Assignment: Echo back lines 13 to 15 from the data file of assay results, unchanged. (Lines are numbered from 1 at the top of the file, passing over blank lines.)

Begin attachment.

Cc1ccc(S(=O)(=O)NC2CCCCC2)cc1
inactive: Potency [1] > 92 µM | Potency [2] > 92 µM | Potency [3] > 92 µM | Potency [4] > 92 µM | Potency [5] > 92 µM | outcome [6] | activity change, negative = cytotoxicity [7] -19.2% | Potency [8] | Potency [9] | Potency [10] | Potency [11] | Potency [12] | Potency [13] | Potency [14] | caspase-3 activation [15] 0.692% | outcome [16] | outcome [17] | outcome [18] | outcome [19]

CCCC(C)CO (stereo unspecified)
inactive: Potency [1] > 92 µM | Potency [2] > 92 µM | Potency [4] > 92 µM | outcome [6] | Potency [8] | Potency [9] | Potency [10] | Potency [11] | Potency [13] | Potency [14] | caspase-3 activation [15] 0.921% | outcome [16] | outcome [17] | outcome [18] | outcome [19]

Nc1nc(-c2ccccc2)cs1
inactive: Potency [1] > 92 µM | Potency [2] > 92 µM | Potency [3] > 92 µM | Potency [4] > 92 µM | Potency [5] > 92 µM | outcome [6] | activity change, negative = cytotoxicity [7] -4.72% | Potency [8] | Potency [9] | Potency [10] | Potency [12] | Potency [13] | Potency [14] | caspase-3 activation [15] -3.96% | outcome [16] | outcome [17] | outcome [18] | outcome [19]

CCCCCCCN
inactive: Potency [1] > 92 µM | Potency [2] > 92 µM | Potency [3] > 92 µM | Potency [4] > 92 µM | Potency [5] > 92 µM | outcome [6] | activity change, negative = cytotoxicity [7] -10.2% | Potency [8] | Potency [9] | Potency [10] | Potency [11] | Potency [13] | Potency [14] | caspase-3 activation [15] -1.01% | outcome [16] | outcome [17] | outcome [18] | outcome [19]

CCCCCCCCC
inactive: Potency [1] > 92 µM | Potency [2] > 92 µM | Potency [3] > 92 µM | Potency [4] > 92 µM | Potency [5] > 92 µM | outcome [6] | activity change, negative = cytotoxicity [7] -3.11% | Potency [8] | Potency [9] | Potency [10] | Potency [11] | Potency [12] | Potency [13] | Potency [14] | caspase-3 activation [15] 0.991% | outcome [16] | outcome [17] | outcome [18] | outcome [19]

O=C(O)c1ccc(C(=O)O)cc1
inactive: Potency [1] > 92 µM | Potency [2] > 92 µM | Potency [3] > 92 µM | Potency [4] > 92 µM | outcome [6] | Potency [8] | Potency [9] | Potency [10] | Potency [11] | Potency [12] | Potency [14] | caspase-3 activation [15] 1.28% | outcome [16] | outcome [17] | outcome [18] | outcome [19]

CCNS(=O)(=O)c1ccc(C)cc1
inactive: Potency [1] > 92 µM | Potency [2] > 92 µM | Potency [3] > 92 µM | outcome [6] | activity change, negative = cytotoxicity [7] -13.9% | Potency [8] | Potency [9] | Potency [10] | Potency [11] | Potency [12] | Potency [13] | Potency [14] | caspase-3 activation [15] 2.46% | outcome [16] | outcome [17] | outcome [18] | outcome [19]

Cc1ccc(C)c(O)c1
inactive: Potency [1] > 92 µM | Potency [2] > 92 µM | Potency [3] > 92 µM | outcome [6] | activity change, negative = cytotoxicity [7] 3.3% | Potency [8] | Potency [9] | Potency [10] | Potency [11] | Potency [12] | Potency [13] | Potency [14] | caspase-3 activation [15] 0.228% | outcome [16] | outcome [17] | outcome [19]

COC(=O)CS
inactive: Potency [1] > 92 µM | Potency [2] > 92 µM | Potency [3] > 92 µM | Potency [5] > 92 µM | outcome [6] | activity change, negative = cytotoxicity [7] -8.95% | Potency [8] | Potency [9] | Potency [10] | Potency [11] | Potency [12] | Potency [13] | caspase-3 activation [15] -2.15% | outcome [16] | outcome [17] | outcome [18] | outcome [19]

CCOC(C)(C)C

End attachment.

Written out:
CCNS(=O)(=O)c1ccc(C)cc1
inactive: Potency [1] > 92 µM | Potency [2] > 92 µM | Potency [3] > 92 µM | outcome [6] | activity change, negative = cytotoxicity [7] -13.9% | Potency [8] | Potency [9] | Potency [10] | Potency [11] | Potency [12] | Potency [13] | Potency [14] | caspase-3 activation [15] 2.46% | outcome [16] | outcome [17] | outcome [18] | outcome [19]

Cc1ccc(C)c(O)c1